TIME Theater

Bryan Cranston’s Great Society

Evgenia Eliseeva All the Way examines Johnson’s presidency as he battles over the Civil Rights Act L—R: Bryan Cranston, Michael McKean and Steve Vinovich

The "Breaking Bad" star captures LBJ’s blunt charm on Broadway in "All the Way"

What’s the star of a monster-hit cable-TV series to do when his monster-hit cable-TV series comes to an end? After five acclaimed seasons on Breaking Bad, Bryan Cranston could easily have cashed in with a few police procedurals or villain roles in superhero movies. Instead he has made the bold choice of testing himself on Broadway, playing Lyndon Johnson in Robert Schenkkan’s new play, All the Way. The sprawling historical drama covers LBJ’s first year as President, from the Kennedy assassination to the 1964 election, focusing mainly on his successful effort to push the landmark Civil Rights Act through Congress–a feat that looks even more herculean today, when a President can hardly persuade Congress to pay its own bills.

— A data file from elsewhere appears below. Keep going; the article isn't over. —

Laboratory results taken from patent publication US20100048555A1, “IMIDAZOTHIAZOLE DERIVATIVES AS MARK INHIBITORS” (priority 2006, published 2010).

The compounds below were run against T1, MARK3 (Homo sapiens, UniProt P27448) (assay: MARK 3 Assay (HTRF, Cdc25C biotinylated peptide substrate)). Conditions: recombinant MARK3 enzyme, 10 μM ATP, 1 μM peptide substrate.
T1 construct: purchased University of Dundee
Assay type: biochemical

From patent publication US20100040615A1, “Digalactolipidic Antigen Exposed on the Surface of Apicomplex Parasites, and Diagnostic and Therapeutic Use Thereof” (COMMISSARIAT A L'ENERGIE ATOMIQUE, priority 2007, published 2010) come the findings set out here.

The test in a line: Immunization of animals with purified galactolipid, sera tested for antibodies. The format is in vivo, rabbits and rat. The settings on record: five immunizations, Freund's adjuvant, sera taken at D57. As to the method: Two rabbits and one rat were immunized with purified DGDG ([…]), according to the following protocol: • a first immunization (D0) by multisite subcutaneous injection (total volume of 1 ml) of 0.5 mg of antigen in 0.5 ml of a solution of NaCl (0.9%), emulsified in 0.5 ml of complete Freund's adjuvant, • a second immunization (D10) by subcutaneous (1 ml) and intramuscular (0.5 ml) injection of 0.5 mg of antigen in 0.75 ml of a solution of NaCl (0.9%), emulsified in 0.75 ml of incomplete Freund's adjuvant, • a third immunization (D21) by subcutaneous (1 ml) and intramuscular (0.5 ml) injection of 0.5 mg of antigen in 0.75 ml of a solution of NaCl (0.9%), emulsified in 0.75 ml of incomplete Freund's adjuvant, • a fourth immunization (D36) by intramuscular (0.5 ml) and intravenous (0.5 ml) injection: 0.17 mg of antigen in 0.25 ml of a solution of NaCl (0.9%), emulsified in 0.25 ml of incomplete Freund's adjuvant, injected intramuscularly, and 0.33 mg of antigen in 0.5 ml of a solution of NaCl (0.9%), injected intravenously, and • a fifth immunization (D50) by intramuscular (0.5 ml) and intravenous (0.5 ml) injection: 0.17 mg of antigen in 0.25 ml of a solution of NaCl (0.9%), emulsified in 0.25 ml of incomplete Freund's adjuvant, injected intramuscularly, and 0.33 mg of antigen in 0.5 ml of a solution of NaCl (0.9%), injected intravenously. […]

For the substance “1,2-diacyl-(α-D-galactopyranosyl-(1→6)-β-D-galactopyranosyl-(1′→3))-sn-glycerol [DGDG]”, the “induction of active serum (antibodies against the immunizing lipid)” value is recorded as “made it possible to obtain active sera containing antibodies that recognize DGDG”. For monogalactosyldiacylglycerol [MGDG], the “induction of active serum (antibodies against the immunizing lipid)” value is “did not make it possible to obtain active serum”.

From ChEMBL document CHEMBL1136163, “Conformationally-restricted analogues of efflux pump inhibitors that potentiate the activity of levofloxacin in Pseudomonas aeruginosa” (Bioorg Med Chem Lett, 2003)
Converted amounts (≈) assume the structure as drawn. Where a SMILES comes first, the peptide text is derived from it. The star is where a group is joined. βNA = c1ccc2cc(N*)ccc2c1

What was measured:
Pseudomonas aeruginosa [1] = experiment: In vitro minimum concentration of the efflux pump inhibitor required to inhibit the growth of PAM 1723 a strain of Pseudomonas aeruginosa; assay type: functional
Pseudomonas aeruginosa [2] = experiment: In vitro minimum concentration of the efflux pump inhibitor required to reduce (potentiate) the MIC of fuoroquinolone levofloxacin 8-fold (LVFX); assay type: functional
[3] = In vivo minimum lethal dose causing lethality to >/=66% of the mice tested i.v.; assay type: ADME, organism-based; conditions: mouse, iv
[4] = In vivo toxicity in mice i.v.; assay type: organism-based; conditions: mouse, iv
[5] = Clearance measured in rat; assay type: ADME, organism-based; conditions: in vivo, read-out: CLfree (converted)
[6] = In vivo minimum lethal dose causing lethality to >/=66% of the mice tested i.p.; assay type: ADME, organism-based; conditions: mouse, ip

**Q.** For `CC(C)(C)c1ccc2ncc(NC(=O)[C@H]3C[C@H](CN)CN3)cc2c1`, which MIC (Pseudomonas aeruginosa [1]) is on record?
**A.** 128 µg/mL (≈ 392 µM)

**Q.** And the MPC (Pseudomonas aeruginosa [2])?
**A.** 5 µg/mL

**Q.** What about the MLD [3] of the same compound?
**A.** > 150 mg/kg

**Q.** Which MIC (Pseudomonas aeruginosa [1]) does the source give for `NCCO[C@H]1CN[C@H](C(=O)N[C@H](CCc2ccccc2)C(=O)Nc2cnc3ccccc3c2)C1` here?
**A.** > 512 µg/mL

Cranston, a TV veteran with little stage experience, gives a volcanic and commanding performance. He captures Johnson’s loping Southern drawl, his overbearing personality and his political craftiness as he badgers, horse-trades and twists arms to get his way. In truth, his bullying hotheadedness often seems closer to Richard Nixon than LBJ–who I suspect had more down-home, snake-oil-salesman charm than the blunt instrument we see here. Still, Cranston walks off with the show.

Too bad the play is so pedestrian. It’s not just the clunky expository dialogue recounting the parliamentary maneuvers LBJ employed to beat back a Senate filibuster. It’s the dutiful inclusion of every major personality or news headline from that first year in office–Martin Luther King Jr. and J. Edgar Hoover, the Gulf of Tonkin Resolution and aide Walter Jenkins’ arrest on a morals charge–and the tinny way the play tries to build suspense over an election that Johnson ultimately won with 61% of the vote, more than any other U.S. President of the 20th century. The fact is that the real drama of Johnson’s presidency came later, when all his political skills and good works were overwhelmed by Vietnam. Schenkkan, happily, is writing a sequel. Cranston may have a new miniseries.

This appears in the April 14, 2014 issue of TIME.
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